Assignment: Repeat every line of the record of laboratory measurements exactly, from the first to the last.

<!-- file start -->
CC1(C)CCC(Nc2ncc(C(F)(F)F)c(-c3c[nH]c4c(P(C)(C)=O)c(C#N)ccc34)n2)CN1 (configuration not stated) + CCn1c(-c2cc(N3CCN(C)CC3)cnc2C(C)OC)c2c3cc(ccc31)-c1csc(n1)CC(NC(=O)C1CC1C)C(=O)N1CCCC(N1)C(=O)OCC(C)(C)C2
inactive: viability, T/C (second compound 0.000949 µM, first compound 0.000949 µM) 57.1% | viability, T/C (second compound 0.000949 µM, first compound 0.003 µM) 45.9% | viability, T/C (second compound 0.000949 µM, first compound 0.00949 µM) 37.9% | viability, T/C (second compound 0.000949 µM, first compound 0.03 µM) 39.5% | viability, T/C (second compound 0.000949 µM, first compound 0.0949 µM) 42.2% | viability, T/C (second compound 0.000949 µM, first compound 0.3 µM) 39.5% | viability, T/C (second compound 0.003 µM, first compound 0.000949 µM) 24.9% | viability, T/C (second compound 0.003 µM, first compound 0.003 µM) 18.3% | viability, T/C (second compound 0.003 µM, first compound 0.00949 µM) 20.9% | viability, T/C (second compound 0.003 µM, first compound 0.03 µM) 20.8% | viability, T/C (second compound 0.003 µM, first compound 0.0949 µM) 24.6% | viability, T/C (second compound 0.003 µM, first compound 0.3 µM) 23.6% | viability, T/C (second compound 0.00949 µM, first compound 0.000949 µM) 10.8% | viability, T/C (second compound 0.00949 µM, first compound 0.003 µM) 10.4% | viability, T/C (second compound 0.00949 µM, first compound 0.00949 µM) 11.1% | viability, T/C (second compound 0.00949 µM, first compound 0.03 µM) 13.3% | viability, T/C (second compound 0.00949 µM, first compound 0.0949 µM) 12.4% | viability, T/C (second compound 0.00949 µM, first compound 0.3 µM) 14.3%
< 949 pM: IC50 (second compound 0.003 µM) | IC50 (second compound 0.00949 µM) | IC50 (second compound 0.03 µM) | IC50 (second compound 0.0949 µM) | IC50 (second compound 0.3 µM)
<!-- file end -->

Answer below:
CC1(C)CCC(Nc2ncc(C(F)(F)F)c(-c3c[nH]c4c(P(C)(C)=O)c(C#N)ccc34)n2)CN1 (configuration not stated) + CCn1c(-c2cc(N3CCN(C)CC3)cnc2C(C)OC)c2c3cc(ccc31)-c1csc(n1)CC(NC(=O)C1CC1C)C(=O)N1CCCC(N1)C(=O)OCC(C)(C)C2
inactive: viability, T/C (second compound 0.000949 µM, first compound 0.000949 µM) 57.1% | viability, T/C (second compound 0.000949 µM, first compound 0.003 µM) 45.9% | viability, T/C (second compound 0.000949 µM, first compound 0.00949 µM) 37.9% | viability, T/C (second compound 0.000949 µM, first compound 0.03 µM) 39.5% | viability, T/C (second compound 0.000949 µM, first compound 0.0949 µM) 42.2% | viability, T/C (second compound 0.000949 µM, first compound 0.3 µM) 39.5% | viability, T/C (second compound 0.003 µM, first compound 0.000949 µM) 24.9% | viability, T/C (second compound 0.003 µM, first compound 0.003 µM) 18.3% | viability, T/C (second compound 0.003 µM, first compound 0.00949 µM) 20.9% | viability, T/C (second compound 0.003 µM, first compound 0.03 µM) 20.8% | viability, T/C (second compound 0.003 µM, first compound 0.0949 µM) 24.6% | viability, T/C (second compound 0.003 µM, first compound 0.3 µM) 23.6% | viability, T/C (second compound 0.00949 µM, first compound 0.000949 µM) 10.8% | viability, T/C (second compound 0.00949 µM, first compound 0.003 µM) 10.4% | viability, T/C (second compound 0.00949 µM, first compound 0.00949 µM) 11.1% | viability, T/C (second compound 0.00949 µM, first compound 0.03 µM) 13.3% | viability, T/C (second compound 0.00949 µM, first compound 0.0949 µM) 12.4% | viability, T/C (second compound 0.00949 µM, first compound 0.3 µM) 14.3%
< 949 pM: IC50 (second compound 0.003 µM) | IC50 (second compound 0.00949 µM) | IC50 (second compound 0.03 µM) | IC50 (second compound 0.0949 µM) | IC50 (second compound 0.3 µM)